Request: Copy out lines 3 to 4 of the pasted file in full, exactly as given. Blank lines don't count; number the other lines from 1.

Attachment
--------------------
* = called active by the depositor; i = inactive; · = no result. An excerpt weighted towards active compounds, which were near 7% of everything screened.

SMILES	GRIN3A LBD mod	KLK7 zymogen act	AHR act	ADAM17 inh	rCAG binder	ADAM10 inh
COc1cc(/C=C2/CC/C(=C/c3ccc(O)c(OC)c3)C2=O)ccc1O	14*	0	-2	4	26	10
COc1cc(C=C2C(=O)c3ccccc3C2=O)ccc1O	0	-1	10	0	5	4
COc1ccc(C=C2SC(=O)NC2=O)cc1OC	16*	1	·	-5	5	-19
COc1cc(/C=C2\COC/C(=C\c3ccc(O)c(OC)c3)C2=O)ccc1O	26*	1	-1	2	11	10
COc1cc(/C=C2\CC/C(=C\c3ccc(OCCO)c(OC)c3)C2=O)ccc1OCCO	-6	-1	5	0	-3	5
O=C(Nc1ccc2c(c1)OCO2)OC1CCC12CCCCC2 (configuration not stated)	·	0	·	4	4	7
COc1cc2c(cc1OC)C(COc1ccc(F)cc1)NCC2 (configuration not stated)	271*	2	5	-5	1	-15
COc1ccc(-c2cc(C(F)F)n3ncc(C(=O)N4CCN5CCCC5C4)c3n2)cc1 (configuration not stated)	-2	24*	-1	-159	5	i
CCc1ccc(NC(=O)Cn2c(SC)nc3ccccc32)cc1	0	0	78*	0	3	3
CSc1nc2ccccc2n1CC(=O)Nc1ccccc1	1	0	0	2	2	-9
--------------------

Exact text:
COc1cc(/C=C2/CC/C(=C/c3ccc(O)c(OC)c3)C2=O)ccc1O	14*	0	-2	4	26	10
COc1cc(C=C2C(=O)c3ccccc3C2=O)ccc1O	0	-1	10	0	5	4